Texas has hundreds of law enforcement agencies, ranging from school district forces to police employed by the Southwestern Cattle Raiser Association and the railroads. On the day of the shooting, more than 140 officers from at least 14 agencies — including UCISD PD, Uvalde PD, Border Patrol, ICE agents and the sheriff’s department — arrived at the scene, according to the Times

Wilkison says communication during a crisis can be hindered by the myriad agencies that each have their own guidelines and hierarchy and sometimes vie with one another for political power. This system can also make it difficult to sort out problems when things go awry. 

“There’s so many fiefdoms,” Wilkison says. “You gotta go through a constable who wants to make sure everybody knows he got elected. A sheriff’s department who got elected. A police department who’s probably actually trying to do the work. The state police who need relevance, and Feds who come in and step all over everything.”

“When you fall into another agency’s world, then they call the shots. That’s just the way it is,” he says.

Wilkison would not say whether any of the police involved in the investigations are CLEAT members. 

Meanwhile, legal actions surrounding the tragedy are already underway. The families of four students injured during the shooting are suing the suspected gunman’s estate, as ABC News reports. Attorney Thomas J. Henry said the initial lawsuit and their investigation may lead to including additional parties in the complaint. “The discovery process will focus on the school system, law enforcement, social media, and gun and ammunition manufacturers,” Henry said in a statement. The parents are seeking $100 million in damages.

Alfred Garza III, whose daughter Amerie Jo Garza was killed at Robb, has retained Connecticut lawyer Josh Koskoff, who successfully sued the manufacturer of the gun used in the 2012 Sandy Hook Elementary School shooting, and Texas-based attorneys Mikal Watts and Charla Aldous. The attorneys have sent a letter to Daniel Defense, the gun manufacturer of the AR-15-style rifle the Uvalde shooter used. Garza did not accept Rolling Stone’s interview request.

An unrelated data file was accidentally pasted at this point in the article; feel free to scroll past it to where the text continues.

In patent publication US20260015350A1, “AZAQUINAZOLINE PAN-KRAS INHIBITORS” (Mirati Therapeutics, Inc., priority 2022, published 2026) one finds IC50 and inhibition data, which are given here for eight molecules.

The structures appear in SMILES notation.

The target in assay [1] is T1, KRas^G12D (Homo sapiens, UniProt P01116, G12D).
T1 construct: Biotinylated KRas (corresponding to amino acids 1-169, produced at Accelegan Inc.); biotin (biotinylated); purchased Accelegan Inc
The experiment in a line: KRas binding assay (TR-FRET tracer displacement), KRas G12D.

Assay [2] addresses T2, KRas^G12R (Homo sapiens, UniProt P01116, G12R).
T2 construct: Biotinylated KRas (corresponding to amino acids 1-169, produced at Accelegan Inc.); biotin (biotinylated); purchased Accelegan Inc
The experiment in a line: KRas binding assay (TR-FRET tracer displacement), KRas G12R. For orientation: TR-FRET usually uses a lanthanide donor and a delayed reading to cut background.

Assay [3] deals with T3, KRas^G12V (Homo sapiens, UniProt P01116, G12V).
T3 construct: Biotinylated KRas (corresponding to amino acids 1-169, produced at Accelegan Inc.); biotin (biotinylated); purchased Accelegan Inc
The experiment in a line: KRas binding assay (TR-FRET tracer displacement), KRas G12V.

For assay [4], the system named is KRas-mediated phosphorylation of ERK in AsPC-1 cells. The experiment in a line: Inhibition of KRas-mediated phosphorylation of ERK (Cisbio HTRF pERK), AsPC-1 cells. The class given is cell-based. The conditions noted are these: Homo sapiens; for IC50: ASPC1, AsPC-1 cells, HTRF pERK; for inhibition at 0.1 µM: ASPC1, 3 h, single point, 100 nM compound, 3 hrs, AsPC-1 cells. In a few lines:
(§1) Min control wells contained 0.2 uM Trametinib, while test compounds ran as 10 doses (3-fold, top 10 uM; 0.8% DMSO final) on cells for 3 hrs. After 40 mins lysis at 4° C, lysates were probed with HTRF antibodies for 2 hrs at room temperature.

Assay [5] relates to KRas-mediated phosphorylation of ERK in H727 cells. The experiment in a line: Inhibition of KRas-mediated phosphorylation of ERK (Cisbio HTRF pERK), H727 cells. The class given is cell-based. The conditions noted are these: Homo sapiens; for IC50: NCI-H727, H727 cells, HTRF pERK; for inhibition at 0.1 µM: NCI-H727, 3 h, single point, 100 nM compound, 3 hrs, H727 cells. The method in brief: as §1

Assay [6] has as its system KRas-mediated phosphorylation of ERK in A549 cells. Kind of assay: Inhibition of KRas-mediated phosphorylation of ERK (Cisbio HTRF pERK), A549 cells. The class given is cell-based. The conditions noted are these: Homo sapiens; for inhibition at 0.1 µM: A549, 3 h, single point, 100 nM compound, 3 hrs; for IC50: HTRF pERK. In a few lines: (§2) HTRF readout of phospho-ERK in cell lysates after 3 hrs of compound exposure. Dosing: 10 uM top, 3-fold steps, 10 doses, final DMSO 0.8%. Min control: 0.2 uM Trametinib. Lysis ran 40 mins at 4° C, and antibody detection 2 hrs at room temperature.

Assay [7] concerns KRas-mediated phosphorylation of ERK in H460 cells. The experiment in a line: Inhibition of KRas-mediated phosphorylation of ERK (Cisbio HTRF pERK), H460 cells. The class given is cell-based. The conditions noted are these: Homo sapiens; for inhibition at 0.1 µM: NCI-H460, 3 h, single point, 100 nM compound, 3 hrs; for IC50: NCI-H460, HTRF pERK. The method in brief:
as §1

A petition for information on Daniel Defense is also being sought from the Uvalde school staffer who was accused by Texas DPS of leaving a school door open, which DPS said allowed the gunman in. DPS later walked back that statement.

A former prosecutor for Uvalde who previously worked with Uvalde police on cases tells Rolling Stone she believes the seemingly bungled police response is unsurprising.

“It may be shocking to the rest of the world, but the ineptitude, it’s not shocking,” criminal attorney Sara Spector tells Rolling Stone. Spector was a child abuse prosecutor in the 38th Judicial District, which Uvalde is in, from 2008 to 2013. Spector says that rural Texas generally suffers from a lack of funding, which can contribute to training issues.

Wilkison says in places like Uvalde where the department is small, leaving for training means less officers are available for community needs. He says political forces, like city council or a school district, also come into play. “So you have all this tension competing for resources and it’s just exacerbated when you get into those areas where it’s already smaller,” he says. 

Whether it’s undertraining, a lack of resources, or the nature of who takes command amid agencies that contributed to the apparent missteps that may have caused more deaths in Uvalde is still unclear. What is clear is that without full transparency and changes to a seemingly broken system, Spector says there’s a chance that history will repeat itself.

“I think that’s what the world needs to know: It’s not safe for a lot of kids in rural Texas. They’re just sitting ducks in these schoolhouses,” she says.